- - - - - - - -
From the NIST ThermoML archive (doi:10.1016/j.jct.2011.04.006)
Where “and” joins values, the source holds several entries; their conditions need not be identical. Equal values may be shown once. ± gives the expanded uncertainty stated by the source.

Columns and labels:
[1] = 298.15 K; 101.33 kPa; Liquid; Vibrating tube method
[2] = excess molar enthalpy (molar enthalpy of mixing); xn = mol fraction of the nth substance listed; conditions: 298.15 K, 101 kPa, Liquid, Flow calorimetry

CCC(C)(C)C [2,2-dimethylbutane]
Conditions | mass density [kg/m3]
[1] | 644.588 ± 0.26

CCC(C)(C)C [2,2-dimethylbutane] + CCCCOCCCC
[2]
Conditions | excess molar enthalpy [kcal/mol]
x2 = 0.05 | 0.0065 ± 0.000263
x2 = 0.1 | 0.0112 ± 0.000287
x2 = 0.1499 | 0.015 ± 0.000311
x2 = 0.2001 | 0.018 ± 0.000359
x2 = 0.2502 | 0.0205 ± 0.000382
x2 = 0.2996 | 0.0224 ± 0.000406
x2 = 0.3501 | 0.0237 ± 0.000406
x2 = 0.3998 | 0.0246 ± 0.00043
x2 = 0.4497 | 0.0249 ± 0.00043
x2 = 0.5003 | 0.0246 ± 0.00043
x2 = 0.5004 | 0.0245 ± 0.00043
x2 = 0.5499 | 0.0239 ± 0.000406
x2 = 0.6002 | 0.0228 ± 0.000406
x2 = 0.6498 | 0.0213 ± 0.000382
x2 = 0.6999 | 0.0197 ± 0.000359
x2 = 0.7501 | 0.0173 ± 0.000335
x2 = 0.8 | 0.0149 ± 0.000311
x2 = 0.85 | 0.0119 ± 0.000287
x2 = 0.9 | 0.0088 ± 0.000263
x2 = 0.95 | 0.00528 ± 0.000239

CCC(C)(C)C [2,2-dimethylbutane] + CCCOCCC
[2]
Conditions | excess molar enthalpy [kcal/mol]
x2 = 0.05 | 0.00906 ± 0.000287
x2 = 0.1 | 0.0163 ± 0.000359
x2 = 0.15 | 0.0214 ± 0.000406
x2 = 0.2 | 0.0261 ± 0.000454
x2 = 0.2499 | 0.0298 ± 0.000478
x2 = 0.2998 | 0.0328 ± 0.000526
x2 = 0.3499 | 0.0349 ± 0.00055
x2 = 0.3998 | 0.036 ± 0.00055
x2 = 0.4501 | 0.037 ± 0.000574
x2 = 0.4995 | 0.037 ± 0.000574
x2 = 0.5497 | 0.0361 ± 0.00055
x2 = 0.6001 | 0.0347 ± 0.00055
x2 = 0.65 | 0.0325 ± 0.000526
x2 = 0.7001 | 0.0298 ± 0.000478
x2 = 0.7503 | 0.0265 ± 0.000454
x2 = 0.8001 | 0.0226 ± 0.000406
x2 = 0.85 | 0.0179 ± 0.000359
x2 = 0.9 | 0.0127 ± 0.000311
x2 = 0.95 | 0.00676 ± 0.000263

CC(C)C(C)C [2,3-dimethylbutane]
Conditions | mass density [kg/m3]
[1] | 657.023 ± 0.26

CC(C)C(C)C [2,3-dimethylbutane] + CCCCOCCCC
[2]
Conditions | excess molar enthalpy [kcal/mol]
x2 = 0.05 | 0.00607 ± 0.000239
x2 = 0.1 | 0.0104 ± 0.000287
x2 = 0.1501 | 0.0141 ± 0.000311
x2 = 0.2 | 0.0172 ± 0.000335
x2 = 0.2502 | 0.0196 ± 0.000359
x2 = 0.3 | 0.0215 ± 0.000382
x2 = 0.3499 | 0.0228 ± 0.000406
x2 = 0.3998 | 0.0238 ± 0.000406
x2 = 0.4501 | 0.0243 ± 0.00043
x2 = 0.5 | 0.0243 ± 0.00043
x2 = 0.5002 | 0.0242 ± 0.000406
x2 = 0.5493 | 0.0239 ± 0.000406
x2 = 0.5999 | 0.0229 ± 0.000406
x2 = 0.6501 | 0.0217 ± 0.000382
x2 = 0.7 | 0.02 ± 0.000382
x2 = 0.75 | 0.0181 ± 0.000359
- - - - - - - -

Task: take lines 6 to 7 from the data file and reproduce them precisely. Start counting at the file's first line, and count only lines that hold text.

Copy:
CCC(C)(C)C [2,2-dimethylbutane]
Conditions | mass density [kg/m3]